|1925||91 years ago the capital of Kazakhstan was moved from Orenburg to Kyzylorda|
|1935||81 years ago by the resolution of presidium of the CEC of Kazakh ASSR the names "Kazakhs" and "Kazakhstan" were approved|
|1931||Birthday of Mukagali Makataev|
9 February 1925
9 February 1935
81 years ago by the resolution of presidium of the CEC Kazakh ASSR the name "Kazakhs" instead of "Kazaki", and also the name Kazakhstan which before used to be "Kazakstan" was approved in Russian language.
9 February 1931
Mukagali Makataev was born on February 9, 1931 in the village Karasaz of the Narynkolsk (now Raimbeksk) district of Almaty region. The sacred beauty of Karasaz became a source of poetic gift of Mukagali. As he sang the "happy land" of his childhood: "My Karasaz! My unspoken feeling, you are the happiness I was looking for!”
Karasaz is a small homeland of Makatayev that helped him in the most difficult moments of his life. She gave him the wings and predetermined the future of poet: "Sing for me", requested the dark water, "Sing for me", requested the thick reed".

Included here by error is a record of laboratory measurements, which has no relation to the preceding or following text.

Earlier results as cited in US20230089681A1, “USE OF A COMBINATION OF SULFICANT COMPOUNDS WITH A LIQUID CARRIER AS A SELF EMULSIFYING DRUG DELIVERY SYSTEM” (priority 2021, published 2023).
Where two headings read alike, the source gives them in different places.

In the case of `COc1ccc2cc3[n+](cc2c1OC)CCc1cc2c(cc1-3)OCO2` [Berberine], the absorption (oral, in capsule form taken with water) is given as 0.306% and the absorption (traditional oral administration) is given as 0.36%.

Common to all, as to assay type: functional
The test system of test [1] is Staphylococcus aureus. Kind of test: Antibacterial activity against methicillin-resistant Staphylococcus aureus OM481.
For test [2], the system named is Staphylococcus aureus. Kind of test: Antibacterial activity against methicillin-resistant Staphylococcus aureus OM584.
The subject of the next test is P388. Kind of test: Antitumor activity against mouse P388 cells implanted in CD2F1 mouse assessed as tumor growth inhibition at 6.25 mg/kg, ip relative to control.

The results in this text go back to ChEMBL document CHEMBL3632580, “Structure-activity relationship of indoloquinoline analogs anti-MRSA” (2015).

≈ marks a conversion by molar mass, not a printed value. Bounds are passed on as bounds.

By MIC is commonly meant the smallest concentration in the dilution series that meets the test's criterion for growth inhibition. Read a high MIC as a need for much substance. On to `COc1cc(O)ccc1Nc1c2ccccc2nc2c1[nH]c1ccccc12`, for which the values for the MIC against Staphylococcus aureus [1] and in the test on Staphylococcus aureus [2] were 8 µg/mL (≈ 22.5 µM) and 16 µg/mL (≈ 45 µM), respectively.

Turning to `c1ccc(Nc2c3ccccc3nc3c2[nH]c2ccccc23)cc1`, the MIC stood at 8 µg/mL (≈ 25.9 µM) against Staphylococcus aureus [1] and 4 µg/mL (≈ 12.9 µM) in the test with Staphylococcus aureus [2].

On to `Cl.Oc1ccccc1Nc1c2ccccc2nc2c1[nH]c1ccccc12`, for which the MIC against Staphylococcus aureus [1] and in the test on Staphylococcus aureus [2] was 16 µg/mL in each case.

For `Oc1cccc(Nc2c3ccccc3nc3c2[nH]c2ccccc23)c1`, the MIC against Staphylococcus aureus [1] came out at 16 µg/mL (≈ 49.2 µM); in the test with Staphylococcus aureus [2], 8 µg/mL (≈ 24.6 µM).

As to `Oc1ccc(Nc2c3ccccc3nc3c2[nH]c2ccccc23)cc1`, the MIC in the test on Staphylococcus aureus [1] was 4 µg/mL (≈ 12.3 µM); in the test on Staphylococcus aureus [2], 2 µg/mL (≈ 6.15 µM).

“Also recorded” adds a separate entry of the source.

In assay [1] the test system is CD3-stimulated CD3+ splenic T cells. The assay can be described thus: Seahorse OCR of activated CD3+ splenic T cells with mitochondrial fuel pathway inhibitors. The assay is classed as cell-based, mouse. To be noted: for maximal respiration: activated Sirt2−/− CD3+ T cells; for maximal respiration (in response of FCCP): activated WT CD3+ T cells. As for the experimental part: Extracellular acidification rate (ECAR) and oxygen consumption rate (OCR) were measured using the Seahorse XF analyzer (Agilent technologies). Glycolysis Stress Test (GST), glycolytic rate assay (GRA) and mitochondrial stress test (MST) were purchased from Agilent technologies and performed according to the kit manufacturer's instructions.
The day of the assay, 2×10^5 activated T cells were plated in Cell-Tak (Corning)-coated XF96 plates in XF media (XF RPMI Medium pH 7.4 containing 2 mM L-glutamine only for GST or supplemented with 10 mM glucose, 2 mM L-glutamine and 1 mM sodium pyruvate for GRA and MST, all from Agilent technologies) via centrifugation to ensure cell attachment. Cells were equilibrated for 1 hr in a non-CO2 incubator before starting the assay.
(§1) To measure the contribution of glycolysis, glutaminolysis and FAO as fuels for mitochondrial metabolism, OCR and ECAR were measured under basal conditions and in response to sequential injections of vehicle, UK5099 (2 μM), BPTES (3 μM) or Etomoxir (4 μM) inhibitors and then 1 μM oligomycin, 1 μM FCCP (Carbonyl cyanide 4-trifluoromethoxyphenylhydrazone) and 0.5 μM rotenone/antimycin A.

Full name of the poet is Muhametkali, but since childhood, he was affectionately called Mukagali, assuming that the burden of responsibility (it is not easy to bear the name of the Prophet) can complicate the life of a small child. He was the first child of his parents, Suleymen and Nagiman Makataevs. The poet's father, humble and hardworking man, a year before the war, he became a chairman of the collective farm. At the beginning, the childhood of Makatayev was cloudless. In the poem “Native Land”, he referred to Karasaz and said: “I saddled up the horse that I made from a twig, I fished in the river, I played in the woods and rivers”.Only pranks and tricks that were associated with the sensations of childhood, could leave a happy trail in the human soul, who has already become an adult: "We were barefoot children when chasing goats, when we threw stones at the windows." Makataev loved the world of his childhood and sincerely missed him, "O my childhood, I missed you!” The memories of childhood gave rise to many images of his poetry: